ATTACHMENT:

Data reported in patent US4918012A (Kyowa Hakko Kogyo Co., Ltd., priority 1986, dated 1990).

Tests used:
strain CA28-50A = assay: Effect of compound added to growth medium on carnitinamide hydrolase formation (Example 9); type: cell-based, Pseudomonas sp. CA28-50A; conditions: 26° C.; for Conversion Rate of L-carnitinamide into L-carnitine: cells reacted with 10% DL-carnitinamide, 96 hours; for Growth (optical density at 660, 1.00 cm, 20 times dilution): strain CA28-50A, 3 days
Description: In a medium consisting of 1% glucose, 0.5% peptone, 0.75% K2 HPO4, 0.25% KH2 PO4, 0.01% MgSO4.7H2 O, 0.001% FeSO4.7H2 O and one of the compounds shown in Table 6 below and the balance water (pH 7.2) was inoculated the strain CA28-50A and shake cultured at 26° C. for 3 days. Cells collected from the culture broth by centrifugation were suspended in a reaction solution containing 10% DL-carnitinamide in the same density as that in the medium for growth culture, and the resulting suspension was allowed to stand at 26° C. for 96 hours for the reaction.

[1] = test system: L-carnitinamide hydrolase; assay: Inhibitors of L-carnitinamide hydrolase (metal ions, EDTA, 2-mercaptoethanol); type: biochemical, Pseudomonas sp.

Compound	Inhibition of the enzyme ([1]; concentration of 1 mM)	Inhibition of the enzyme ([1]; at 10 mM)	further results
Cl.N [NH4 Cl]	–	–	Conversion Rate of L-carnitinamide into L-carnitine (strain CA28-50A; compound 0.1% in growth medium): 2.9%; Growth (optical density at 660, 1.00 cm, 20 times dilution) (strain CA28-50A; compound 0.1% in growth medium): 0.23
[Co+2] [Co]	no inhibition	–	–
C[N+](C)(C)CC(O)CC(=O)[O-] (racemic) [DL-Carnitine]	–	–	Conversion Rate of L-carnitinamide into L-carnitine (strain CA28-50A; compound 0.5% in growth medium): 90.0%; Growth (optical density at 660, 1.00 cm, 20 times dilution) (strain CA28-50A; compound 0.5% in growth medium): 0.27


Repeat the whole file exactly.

Data reported in patent US4918012A (Kyowa Hakko Kogyo Co., Ltd., priority 1986, dated 1990).

Tests used:
strain CA28-50A = assay: Effect of compound added to growth medium on carnitinamide hydrolase formation (Example 9); type: cell-based, Pseudomonas sp. CA28-50A; conditions: 26° C.; for Conversion Rate of L-carnitinamide into L-carnitine: cells reacted with 10% DL-carnitinamide, 96 hours; for Growth (optical density at 660, 1.00 cm, 20 times dilution): strain CA28-50A, 3 days
Description: In a medium consisting of 1% glucose, 0.5% peptone, 0.75% K2 HPO4, 0.25% KH2 PO4, 0.01% MgSO4.7H2 O, 0.001% FeSO4.7H2 O and one of the compounds shown in Table 6 below and the balance water (pH 7.2) was inoculated the strain CA28-50A and shake cultured at 26° C. for 3 days. Cells collected from the culture broth by centrifugation were suspended in a reaction solution containing 10% DL-carnitinamide in the same density as that in the medium for growth culture, and the resulting suspension was allowed to stand at 26° C. for 96 hours for the reaction.

[1] = test system: L-carnitinamide hydrolase; assay: Inhibitors of L-carnitinamide hydrolase (metal ions, EDTA, 2-mercaptoethanol); type: biochemical, Pseudomonas sp.

Compound	Inhibition of the enzyme ([1]; concentration of 1 mM)	Inhibition of the enzyme ([1]; at 10 mM)	further results
Cl.N [NH4 Cl]	–	–	Conversion Rate of L-carnitinamide into L-carnitine (strain CA28-50A; compound 0.1% in growth medium): 2.9%; Growth (optical density at 660, 1.00 cm, 20 times dilution) (strain CA28-50A; compound 0.1% in growth medium): 0.23
[Co+2] [Co]	no inhibition	–	–
C[N+](C)(C)CC(O)CC(=O)[O-] (racemic) [DL-Carnitine]	–	–	Conversion Rate of L-carnitinamide into L-carnitine (strain CA28-50A; compound 0.5% in growth medium): 90.0%; Growth (optical density at 660, 1.00 cm, 20 times dilution) (strain CA28-50A; compound 0.5% in growth medium): 0.27